Personal injury lawyers spend long hours researching, depositions, trial preparation, and communicating with defense counsel. This all leads to successful mediation or, in certain cases, a trial verdict. The victim’s future earnings potential, pain and suffering, as well as lost wages, will all be calculated and discussed. Final decisions must be made quickly in order to change the client’s future.

These final decisions are crucial and irrevocable. They can also prove overwhelming and cumbersome if you’re focusing on the client’s long-term welfare. It is important to ask yourself, “What does it mean for a client to receive a lump sum settlement, a structured settlement, or a combination?” Each case of traumatic injury is different, but there are some common characteristics to be aware of when evaluating the various strategies available. These are the pros/cons that must be considered when making a financial strategy decision. Let’s look at lump-sum payouts and structured settlements. These are the important considerations to consider when dealing with such a complex process.


Structured settlements are an annuity-based product that an insurance company offers. They are often tailored to the cash flow needs of beneficiaries. There are many options available to deal with even the most complicated situations during the “crafting” stage. If they are properly executed, they can distribute tax-free income to a beneficiary, usually the plaintiff in a personal or wrongful death lawsuit, on a regular basis, usually monthly. These structures can provide a steady, predictable, and possibly inflation-adjusted stream of income to your client. These structures can be used to meet the current income needs of the beneficiary.

Sell Annuity Payment: Lump Sum vs Structured Settlement Payments -| Annuity, Personal financial planning, Sum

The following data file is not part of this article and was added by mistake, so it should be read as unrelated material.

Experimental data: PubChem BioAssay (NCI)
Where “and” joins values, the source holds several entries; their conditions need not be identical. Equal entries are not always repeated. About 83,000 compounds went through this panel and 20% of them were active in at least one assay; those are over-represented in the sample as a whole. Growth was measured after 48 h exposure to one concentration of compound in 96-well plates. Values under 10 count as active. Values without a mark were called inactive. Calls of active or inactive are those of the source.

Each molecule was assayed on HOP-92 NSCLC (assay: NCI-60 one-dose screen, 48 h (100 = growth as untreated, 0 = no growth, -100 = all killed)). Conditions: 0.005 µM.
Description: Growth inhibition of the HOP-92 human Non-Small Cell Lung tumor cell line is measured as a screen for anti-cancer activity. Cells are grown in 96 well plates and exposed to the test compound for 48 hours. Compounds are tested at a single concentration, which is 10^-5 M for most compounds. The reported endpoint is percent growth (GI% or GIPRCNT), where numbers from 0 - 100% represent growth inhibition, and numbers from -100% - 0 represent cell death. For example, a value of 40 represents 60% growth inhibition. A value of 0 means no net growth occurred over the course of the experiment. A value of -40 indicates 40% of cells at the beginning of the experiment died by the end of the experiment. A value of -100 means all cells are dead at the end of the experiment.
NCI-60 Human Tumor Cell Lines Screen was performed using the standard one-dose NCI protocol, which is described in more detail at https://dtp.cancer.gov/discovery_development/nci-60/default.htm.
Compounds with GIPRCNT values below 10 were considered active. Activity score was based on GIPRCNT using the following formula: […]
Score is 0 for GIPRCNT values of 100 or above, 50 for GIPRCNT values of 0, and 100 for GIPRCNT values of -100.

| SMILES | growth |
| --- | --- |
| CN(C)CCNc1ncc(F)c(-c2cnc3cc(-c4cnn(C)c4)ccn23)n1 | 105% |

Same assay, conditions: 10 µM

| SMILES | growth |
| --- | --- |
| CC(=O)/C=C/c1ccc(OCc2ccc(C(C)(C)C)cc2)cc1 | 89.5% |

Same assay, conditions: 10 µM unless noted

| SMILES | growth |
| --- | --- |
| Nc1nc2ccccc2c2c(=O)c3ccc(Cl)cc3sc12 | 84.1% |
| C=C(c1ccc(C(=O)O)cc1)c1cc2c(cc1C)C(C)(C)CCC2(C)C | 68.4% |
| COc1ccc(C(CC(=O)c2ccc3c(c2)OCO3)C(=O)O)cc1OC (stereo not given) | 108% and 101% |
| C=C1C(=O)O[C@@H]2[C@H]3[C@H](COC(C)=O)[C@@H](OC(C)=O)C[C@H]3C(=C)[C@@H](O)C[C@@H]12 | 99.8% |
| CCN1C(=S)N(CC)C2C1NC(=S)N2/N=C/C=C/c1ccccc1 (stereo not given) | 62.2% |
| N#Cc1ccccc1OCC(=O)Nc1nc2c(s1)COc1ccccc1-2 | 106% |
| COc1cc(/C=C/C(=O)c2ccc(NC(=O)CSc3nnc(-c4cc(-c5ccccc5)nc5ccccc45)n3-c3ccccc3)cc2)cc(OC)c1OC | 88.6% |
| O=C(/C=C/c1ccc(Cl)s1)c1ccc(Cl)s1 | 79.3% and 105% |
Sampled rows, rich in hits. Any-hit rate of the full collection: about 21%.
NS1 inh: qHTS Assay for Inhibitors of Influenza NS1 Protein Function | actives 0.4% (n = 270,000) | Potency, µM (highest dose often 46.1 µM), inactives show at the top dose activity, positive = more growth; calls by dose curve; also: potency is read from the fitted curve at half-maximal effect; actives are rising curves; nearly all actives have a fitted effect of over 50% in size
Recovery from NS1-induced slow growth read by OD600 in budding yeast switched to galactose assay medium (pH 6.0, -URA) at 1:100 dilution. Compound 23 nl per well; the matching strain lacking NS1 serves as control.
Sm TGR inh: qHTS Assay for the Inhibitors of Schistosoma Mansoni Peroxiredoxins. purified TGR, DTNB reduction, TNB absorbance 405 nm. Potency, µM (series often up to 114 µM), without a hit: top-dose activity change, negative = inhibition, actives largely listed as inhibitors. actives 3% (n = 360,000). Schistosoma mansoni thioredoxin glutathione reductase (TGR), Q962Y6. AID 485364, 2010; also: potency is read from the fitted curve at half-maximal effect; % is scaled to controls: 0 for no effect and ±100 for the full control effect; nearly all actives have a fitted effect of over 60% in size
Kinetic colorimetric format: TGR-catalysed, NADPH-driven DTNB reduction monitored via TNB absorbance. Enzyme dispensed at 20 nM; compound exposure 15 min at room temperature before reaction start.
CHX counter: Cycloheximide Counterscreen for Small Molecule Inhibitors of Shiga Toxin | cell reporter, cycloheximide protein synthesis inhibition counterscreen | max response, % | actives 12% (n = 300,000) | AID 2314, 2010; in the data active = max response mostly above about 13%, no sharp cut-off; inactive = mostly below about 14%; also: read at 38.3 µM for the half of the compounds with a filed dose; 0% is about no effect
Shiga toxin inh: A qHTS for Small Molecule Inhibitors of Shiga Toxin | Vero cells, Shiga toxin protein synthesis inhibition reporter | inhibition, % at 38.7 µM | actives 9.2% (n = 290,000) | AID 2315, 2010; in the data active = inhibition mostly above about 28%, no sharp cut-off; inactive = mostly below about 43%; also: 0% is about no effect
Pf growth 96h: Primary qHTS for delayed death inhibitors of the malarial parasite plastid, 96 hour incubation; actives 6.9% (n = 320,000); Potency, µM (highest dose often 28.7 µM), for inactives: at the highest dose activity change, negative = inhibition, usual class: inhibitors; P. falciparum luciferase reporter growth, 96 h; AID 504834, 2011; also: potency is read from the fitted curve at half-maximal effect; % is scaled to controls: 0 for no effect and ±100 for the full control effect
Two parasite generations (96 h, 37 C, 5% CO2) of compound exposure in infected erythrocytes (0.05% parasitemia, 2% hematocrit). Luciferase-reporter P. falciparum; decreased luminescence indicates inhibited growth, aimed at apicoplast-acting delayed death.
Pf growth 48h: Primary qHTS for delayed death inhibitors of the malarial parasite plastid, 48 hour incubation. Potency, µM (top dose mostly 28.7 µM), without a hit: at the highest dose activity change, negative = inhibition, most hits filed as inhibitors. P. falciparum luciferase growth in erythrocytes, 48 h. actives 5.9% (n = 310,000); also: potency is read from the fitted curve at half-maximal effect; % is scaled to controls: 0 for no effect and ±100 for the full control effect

Analysis of Structured Settlements

The annuity payment structure has been set in stone and cannot be modified or accessed outside of the regular payments. This can become problematic if you have additional financial needs or unforeseen financial requirements. This could cause delays in servicing or cash flow problems that were not anticipated when the original strategy was created. Companies can purchase structured payments from clients, and offer a one-time payment in return. However, these buyouts are often disadvantageous as they usually pay pennies per dollar and significantly reduce the settlement’s value.

Structured settlements may not cover unexpected spending. However, they have a protective nature built in that can help someone with spending difficulties or those who are worried about their family members who might be interested in a check they don’t deserve. The client has a limited amount of money available at any given time because the dollars are paid out regularly. The principal is indefinitely locked up. Structured settlements are for clients who have difficulty saying no or might be influenced by others that may not be in their best interest. They limit the funds that can be accessed and prevent clients from spending too quickly. Once the settlement has been executed, the downside is that the beneficiary does not have any flexibility or liquidity.